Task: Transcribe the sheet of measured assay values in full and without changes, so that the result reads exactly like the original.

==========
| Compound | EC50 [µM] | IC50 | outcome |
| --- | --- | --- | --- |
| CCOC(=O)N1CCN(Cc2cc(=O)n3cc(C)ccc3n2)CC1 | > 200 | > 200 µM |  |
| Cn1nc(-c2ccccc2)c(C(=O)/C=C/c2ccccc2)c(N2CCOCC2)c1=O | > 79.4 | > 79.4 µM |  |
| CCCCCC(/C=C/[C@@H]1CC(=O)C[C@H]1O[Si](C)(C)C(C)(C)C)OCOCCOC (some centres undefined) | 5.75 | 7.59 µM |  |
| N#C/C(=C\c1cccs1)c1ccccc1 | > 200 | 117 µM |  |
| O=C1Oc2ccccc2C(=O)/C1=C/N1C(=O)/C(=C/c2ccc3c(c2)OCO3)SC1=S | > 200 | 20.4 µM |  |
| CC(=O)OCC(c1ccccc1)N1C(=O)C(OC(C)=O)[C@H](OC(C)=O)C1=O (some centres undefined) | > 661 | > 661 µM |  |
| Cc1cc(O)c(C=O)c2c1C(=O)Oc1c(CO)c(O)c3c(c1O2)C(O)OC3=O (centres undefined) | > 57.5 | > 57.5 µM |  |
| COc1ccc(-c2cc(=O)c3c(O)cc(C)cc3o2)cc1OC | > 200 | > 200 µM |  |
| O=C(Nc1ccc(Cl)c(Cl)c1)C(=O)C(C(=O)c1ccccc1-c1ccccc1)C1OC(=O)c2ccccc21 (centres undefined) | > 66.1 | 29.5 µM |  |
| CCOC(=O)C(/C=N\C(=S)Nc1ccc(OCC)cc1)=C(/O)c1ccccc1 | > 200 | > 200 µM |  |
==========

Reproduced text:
| Compound | EC50 [µM] | IC50 | outcome |
| --- | --- | --- | --- |
| CCOC(=O)N1CCN(Cc2cc(=O)n3cc(C)ccc3n2)CC1 | > 200 | > 200 µM |  |
| Cn1nc(-c2ccccc2)c(C(=O)/C=C/c2ccccc2)c(N2CCOCC2)c1=O | > 79.4 | > 79.4 µM |  |
| CCCCCC(/C=C/[C@@H]1CC(=O)C[C@H]1O[Si](C)(C)C(C)(C)C)OCOCCOC (some centres undefined) | 5.75 | 7.59 µM |  |
| N#C/C(=C\c1cccs1)c1ccccc1 | > 200 | 117 µM |  |
| O=C1Oc2ccccc2C(=O)/C1=C/N1C(=O)/C(=C/c2ccc3c(c2)OCO3)SC1=S | > 200 | 20.4 µM |  |
| CC(=O)OCC(c1ccccc1)N1C(=O)C(OC(C)=O)[C@H](OC(C)=O)C1=O (some centres undefined) | > 661 | > 661 µM |  |
| Cc1cc(O)c(C=O)c2c1C(=O)Oc1c(CO)c(O)c3c(c1O2)C(O)OC3=O (centres undefined) | > 57.5 | > 57.5 µM |  |
| COc1ccc(-c2cc(=O)c3c(O)cc(C)cc3o2)cc1OC | > 200 | > 200 µM |  |
| O=C(Nc1ccc(Cl)c(Cl)c1)C(=O)C(C(=O)c1ccccc1-c1ccccc1)C1OC(=O)c2ccccc21 (centres undefined) | > 66.1 | 29.5 µM |  |
| CCOC(=O)C(/C=N\C(=S)Nc1ccc(OCC)cc1)=C(/O)c1ccccc1 | > 200 | > 200 µM |  |